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the national interest

The Psychology of Defeat on the Right

In the summer of 2011, the conservative world was filled with giddy triumphalism. Through sheer determination, spurning all compromises, the GOP had turned the once-symbolic debt ceiling vote into a profitable hostage-taking opportunity. Even as Democrats controlled the White House and half of Congress, they had forced Democrats to accept more than a trillion dollars of domestic spending cuts, with no new revenue at all.

Republicans gloried in the weakness of Obama’s negotiating style. “He was, as he said, bluffing,” smirked Paul Ryan. “It may be blackmail. But it is progress,” gloated Charles Krauthammer. Ross Douthat, in a tone not of triumph but actual concern, persuasively explained that Obama’s unwillingness to hold a strong line on taxes made any compromise impossible:

Much of the Republican “intransigence” and “hostage-taking” and “terrorism” that they deplore is a direct consequence of the fact that Republicans assume that Democrats will always, always, cave on taxes. And so long as that assumption keeps getting vindicated by events, there’s no incentive for the G.O.P. to accede to sweeping compromises on deficit reduction. Why would you compromise with a party that won’t actually fight for the revenues required to pay for the programs it claims to want to protect?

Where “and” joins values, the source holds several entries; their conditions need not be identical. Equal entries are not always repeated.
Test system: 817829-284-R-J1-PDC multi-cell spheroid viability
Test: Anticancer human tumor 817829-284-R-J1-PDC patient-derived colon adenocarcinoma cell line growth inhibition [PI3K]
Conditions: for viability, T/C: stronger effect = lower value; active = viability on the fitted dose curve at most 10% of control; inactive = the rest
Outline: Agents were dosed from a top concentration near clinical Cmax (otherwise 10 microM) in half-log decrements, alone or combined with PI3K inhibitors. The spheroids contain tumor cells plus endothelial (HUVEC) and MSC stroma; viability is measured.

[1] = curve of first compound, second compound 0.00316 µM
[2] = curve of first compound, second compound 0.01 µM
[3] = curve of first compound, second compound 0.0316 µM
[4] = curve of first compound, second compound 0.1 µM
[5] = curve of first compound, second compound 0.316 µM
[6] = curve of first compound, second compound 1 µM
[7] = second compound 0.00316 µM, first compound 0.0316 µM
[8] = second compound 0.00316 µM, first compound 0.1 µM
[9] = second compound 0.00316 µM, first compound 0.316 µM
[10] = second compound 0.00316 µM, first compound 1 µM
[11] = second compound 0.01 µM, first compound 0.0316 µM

Now Obama is taking this advice and actually forcing Republicans to negotiate rather than just roll him. The range of reactions on display is fascinating, and not necessarily what one might expect. You have doleful resignation from, of all people, Ann Coulter. You have spiteful resentment, like this from Kimberly Strassel (“[Obama] faces four years and 20 days of a presidency marked by his ownership of a faltering economy, a spiraling debt problem, automatic sequester cuts, no prospect of further spending or tax revenue, and a debt-ceiling time bomb. If that's this president's idea of "victory," maybe it's what he deserves.”) You have sheer self-pity, like the kind exhibited by one anonymous Republicans speaking to Byron York:

"We're in a tough situation," says the senior House Republican. "If we could not get a good agreement in 2011, when we had just picked up 63 seats in the House and six in the Senate, how in the heck are we going to get a good deal now?"

Well, they actually could get a good agreement in 2011. They just turned it down. But never mind.

For sheer impotent rage, you cannot top Charles Krauthammer’s column today. That Krauthammer is a trained psychiatrist, not to mention perhaps the most influential conservative pundit in America, makes his display of incoherent sputtering pique all the more mesmerizing. It is a document that truly rewards close study.

Krauthammer begins his column by sneering at Obama’s “landslide 2.8 point victory margin.” In fact, with votes still being tabulated, Obama is currently leading by 3.6% and rising — a reasonably healthy lead in comparison with, say, the 2.4 percent victory for George W. Bush in 2004, which Krauthammer at the time called “a large majority, or a significant majority.”